It’s a Friday afternoon in December at the Cupboard Cafe, and owner-operator Mary Dee Grant is all business as she waits for 17 50-pound bags of flour to be delivered and prepares to pack countless boxes with her family’s famous cinnamon and sticky buns.
The cafe at 137 Huddle Road in New Harbor is only open seasonally, but every December Grant and her small staff are inundated with holiday orders from across the nation for her family’s famous buns.
Food has been part of Grant’s family tradition for over 90 years, and her heritage on Huddle Road dates back even further.
“Each generation adds their twist,” Grant said on Dec. 9.
Cyrus and Narcissa Ellis, Grant’s great-great-great-grandparents, settled on Huddle Road in the mid-19th century in the house where Grant’s father still resides. In the 1930s, her great grandmother, Myrtle Parmenter Crocker McLain, opened a restaurant and inn at the family homestead and Grant’s grandparents inherited the operation.
“Our family’s trademark was always feeding people,” she said. “You didn’t go into my grandmother’s house without getting fed, and it didn’t matter if you’d already eaten.”
Grant’s parents, Claudia and Fred Hatch, continued the family tradition by opening the Cupboard Cafe in 1995 with Grant and current kitchen head Jennifer Leeman, eventually building their Huddle Road location in 2004.
Now, Grant is bringing her own entrepreneurial ingenuity to the cafe, but her parents’ fingerprints on the business are indelible.
Claudia Hatch, responsible for the cafe’s most popular recipes, worked in the kitchen until she passed away in July this year, and Fred Hatch continues to make dough for the cafe to this day, despite his best intentions to fully retire after a professional life spent between buns and Bath Iron Works.
“The amount of backbone that my parents put into this business gave it the ability to withstand a lot,” Grant said. “(They) laid a strong foundation to build on.”
The buns were only meant to be a small piece of the cafe when it opened, but soon lines of patrons out of the cafe’s front door, all waiting to order their buns, became a regular occurrence.
Grant said the pastries have become a fundamental part of many full-time and seasonal residents’ Bristol experience.
Grant is not certain what it is specifically about the buns that set them apart and keep people ordering every year; Leeman and Fred Hatch put a great deal of effort into crafting them by hand, according to Claudia Hatch’s recipe, and Grant said they meet the vital criteria for the best buns.
“They’re big, they’re soft, they’re gooey,” she said.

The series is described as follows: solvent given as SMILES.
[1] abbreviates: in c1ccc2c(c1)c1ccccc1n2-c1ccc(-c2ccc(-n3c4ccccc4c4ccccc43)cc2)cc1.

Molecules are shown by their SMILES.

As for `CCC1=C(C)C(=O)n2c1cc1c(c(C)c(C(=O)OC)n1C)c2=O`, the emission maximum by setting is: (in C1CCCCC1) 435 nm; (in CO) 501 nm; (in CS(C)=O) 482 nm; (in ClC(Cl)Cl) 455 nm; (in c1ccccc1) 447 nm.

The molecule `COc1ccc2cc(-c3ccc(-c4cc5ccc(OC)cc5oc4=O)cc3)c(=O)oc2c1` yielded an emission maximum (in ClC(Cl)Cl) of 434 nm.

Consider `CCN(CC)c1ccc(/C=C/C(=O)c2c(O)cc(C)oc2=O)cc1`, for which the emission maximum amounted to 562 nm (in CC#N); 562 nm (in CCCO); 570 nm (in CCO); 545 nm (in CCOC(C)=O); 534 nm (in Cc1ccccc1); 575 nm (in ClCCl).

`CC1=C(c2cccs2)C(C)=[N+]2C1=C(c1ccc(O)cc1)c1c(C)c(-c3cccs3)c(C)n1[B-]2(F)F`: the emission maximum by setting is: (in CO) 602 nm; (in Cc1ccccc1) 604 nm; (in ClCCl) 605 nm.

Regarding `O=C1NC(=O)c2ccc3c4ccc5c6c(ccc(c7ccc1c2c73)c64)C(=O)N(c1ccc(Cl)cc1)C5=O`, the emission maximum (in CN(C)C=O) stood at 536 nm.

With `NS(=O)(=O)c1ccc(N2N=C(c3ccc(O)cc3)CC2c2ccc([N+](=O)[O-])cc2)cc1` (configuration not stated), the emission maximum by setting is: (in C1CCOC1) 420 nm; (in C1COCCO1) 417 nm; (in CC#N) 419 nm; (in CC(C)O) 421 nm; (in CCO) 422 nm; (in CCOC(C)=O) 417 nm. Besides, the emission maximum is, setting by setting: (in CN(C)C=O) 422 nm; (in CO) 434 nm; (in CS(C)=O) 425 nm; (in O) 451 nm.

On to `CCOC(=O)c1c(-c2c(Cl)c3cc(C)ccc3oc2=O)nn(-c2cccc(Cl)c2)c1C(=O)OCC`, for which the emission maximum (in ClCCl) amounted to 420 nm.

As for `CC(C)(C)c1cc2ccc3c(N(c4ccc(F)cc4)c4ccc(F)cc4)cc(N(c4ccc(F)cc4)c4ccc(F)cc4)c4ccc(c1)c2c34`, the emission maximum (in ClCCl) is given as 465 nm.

Leeman has been with the cafe since it opened in 1995, and she is responsible for baking each and every bun by hand while Hatch comes in to make dough. With a good deal of creativity and ingenuity of her own, Leeman also makes lamps out of antique wooden buoys and sells some at the cafe.
“She is the most diligent master of time management that I’ve ever known,” Grant said.
After a few years of operating mostly as a seasonal business, Grant and her parents learned that residents would order the buns even once they left for the season, and so the cafe began shipping them across the country.
The kitchen will bake up to 45 dozen buns a day and ship them three days a week with prep on Sunday. The buns are baked, cooled, and wrapped on the same day that they are shipped, with the icing sent in a baggy separate from the buns.
Grant does the processing and wrapping for the orders, and she goes as far as to hand-write a note for every box. It’s a marathon from Thanksgiving until the cafe’s last day of local pick-up on Dec. 23, by which Grant and her small crew are generally exhausted but awash with gratitude.
“We did nothing big to grow it. It was all word of mouth and just a very slow, steady development,” she said.
Since beginning to offer nation-wide bun shipping in all four seasons, Grant began to look for other ways to continue to operate during the fall, winter, and spring without fully opening the in-person cafe.
Thus, Grant, Leeman, and Hatch kicked off their first Cupboard Cafe Market this fall. The market is a weekly rotation of meals including pies, pizzas, chowders, and other popular recipes from the cafe’s repertoire that customers can preorder and take home on a set day every week.
Like the cinnamon and sticky bun orders, the fall market was built on another of Claudia Hatch’s most popular recipes: Her chicken pot pie. From there, Grant and Leeman continued to build out the menu.
Grant said that the market has been a hit this fall and that some customers have gone so far as to purchase a few meals at once to freeze some for the remainder of the week.
After a short break, the market will return around mid-January.
The fall market represents just another twist that Grant’s family has added to their pursuits in food service. Carrying on the family business was something that came naturally to Grant, but she emphasized that the business would not be the success that it is without the community around it.
“What a blessing… we sit here in the middle of New Harbor and we talk with people all over the country and we’re part of people’s traditions… and that’s just one of the best parts,” she said.
The cafe’s last local pick-up for the holiday season will be on Dec. 23. Those interested in ordering buns before Christmas should call the cafe at 677-3911 and visit thecupboardcafe.com for more information.